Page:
9 2.27 Despite the opportunities that these markets present, operating non-stop services into them present several challenges to Air New Zealand. Many individual routes in the region: (c) (d) have too little traffic to service non-stop (despite being collectively significant); are operationally challenging due to long sector lengths (eg India); are well served by existing hub carriers (eg Singapore Airlines at Singapore, Thai Airways at Bangkok); and/or involve overflying large hubs The Alliance represents a comprehensive solution to access multiple markets in this region. Under the Alliance, Air New Zealand will be able to access Singapore Airlines network to efficiently access South East Asia, South Africa, India and a range of other destinations, including ten destinations in the UK and Europe, [Redacted] For Singapore Airlines, the Alliance provides an opportunity for penetration into the New Zealand and Pacific Rim markets, and to grow and develop services and traffic flow within the Alliance Sectors, which would otherwise have been difficult to achieve at the individual level With the Alliance, Singapore Airlines is able to increase its network reach and provide more connecting and convenient options for customers within domestic New Zealand, and behind and beyond markets. Singapore Airlines will be able achieve potential capacity growth by introducing an A380 aircraft to service the Auckland to Singapore sector in place of the B aircraft presently deployed (an increase from 278 seats to 471 seats) By combining services including codeshare opportunities with Air NZ, Singapore Airlines will be able to efficiently grow the network traffic between Singapore and beyond markets including Europe, the United Kingdom, India, South East Asia and South Africa Finally, the Alliance will put Air New Zealand and Singapore Airlines in a stronger position to compete with the new Qantas/Emirates alliance. As set out in their application to the MOT, one rationale for the Qantas/Emirates was to create a seamless premium global air services operation that better connects New Zealand to Australia, Europe, including the United Kingdom (UK), and the Middle East and Northern Africa (MENA), as well as other potential regions in the future (subject to air traffic rights), by bringing together two world-class complementary brands, networks and business models. 5 The Alliance seeks to provide a similar network for Air New Zealand and Singapore Airlines customers. Priority Markets 2.33 As set out in paragraph 2.24 above, the core rationale for the Alliance is to increase the number of passengers travelling on the Applicant s combined services, all of which include a sector between Singapore and New Zealand. The SAA contains certain provisions to ensure each party has the incentives necessary to achieve this goal The only direct overlap between services operated by the parties is New Zealand London. Under the SAA, the parties will coordinate pricing on Alliance Routes to the United Kingdom, and otherwise coordinate their services as described in 2.21 above. Air New Zealand s New Zealand to London via Los Angeles service is not an 5 Qantas/Emirates, Application to the New Zealand Minister of Transport pursuant to Part I of the Civil Aviation Act 1990, 10 September 2012, at page 3. 9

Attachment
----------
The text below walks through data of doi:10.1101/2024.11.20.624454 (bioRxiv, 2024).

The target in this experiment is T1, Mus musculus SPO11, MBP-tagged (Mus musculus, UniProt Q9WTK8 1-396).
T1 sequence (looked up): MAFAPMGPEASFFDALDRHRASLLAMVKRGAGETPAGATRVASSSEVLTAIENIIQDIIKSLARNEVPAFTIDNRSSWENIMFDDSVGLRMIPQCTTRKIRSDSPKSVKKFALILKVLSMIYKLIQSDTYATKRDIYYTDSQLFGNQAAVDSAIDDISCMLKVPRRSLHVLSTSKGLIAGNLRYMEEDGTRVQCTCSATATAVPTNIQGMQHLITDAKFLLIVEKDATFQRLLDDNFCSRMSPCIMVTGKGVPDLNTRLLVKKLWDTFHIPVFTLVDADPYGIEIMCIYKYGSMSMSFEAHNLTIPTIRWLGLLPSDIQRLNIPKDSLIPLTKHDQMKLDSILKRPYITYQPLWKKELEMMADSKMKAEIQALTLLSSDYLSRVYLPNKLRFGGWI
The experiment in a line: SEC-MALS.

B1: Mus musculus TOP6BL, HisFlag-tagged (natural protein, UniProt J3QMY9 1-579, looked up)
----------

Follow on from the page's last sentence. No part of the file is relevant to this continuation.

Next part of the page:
10 Alliance Route, although the Applicants may codeshare on that route. Therefore it will not be subject to the full scope of coordination However, in order to minimise the risk that the benefits of the Alliance are undermined by Air New Zealand setting fares to encourage the routing of New Zealand Europe traffic via Los Angeles, the SAA includes certain provisions requiring alignment of pricing over these two gateways [Redacted] 2.37 The Applicants consider that these restrictions are critical to attaining the benefits of the Alliance. As described in further detail in the discussion of Consumer Benefits below, most of the Alliance benefits are driven by the increase in capacity on Auckland Singapore, and possibly other Alliance Sectors in the longer term. [Redacted] SAA is conditional upon authorisation 2.38 The implementation and ongoing conduct of the Alliance under the SAA is conditional upon obtaining all necessary regulatory approvals to the satisfaction of each Applicant, including obtaining authorisation to implement the SAA (and to the extent necessary, the implementing agreements) from the MOT and the Competition Commission of Singapore. Coordination in relation to each jurisdiction is conditional on the Applicants being satisfied that such coordination does not require regulatory approval in the relevant jurisdiction, or that any relevant regulatory approval has been obtained on acceptable terms The SAA also contemplates future code shares on a number of routes on which Air New Zealand does not currently have the ability to place its code, due to the air service agreement with the relevant overseas jurisdiction. This includes India and the Philippines. We understand that the MOT is working to obtain further access to these markets, [Redacted]. Competitive position absent the Alliance 2.40 Absent the Alliance, there will be no change to the Applicants current commercial arrangements: (c) the Applicants will continue to offer connectivity and passenger benefits consistent with the Star Alliance, but there will be no greater level of cooperation between them; given Air New Zealand s history on the New Zealand Singapore routes, and its current commercial strategy, it would not enter the Singapore route absent the Alliance; and without the feeder traffic that Air New Zealand can provide, Singapore Airlines would not increase capacity on its New Zealand Singapore routes on a sustained basis Each Applicant will separately provide a confidential submission to the MOT providing further information outlining their competitive position absent the Alliance. 3. BACKGROUND 6 Clause 4.5(e) of the SAA. 7 Clause 6.2 of the SAA. 10